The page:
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Our Environment: Issue 14 Autumn 1998

Our Environment: Christchurch City Council's Environmental Newsletter

Extensive Canterbury Grassland Park Planned

About 2000 hectares of grassland in the north west of Christchurch has been earmarked for a unique conservation and recreation park.

The proposed park on the Waimakariri River flood plain is considered an ideal site to restore grasslands, shrublands and woodlands which once grew over large areas of the Canterbury Plains. Plans include the development of a "savannah" beside Orana Park, suitable for grazing small herds of African animals as part of an international species survival programme.

Lying south of McLeans Island Rd, west of Christchurch Airport and north of the Old West Rd, the grassland park has been approved in principle by a joint Christchurch City and Canterbury Regional Council committee.

Detailed costings and design work now need to be completed in close consultation with the Regional Council, their lessees and affected landowners. Most of the land, located in the Rural 6 Zone, is vested with the Regional Council which leases it mainly for farming.

Most of the leases come up for renewal in 2002. However, continuation of extensive pastoral farming would be encouraged as a compatible use of the land. Any leases would only be acquired by the City Council from willing sellers at market rates.

Because of its stony and flood-prone nature, most of the land has not been intensively farmed and is unsuitable for residential development. The lack of intensive development also means the area has maintained the open vistas and landscapes typical of the Canterbury Plains before European settlement.

The area already supports a large number of nationally unique dry grassland ecological communities which would be protected. Other main benefits of the proposed park include:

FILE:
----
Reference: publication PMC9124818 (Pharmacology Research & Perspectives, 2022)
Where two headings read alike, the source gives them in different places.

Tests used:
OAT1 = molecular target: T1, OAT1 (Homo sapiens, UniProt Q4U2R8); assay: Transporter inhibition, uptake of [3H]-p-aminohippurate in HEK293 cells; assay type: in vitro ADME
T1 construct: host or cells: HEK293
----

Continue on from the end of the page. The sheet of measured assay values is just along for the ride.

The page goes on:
The park would provide a network of tracks ideally suited for walking, mountain biking and horse trekking, with uninterrupted views to the Southern Alps and Banks Peninsula.

Five sites on the perimeter of the park have been selected to be developed with small carparks and information/interpretation kiosks. These sites would provide the key access points for visitors.

The future of the land is currently being reviewed as part of the Christchurch City Plan process. Development would be

staged with highest priority areas protected and enhanced first. These include ecological heritage sites, areas where dry forest and shrubland plantings are to occur and limited routes for public access.

Stage two, occurring over 20 years, involves development of the Orana Park savannah, a more comprehensive network of tracks and plantings, and integration of farming activities, subject to the agreement of land owners.

The cost of developing the park is still being investigated. Funding sources likely to be explored include local authorities, the Department of Conservation, community funding agencies and corporate sponsorship.

Jonathan Clease
Assistant Planner, Conservation

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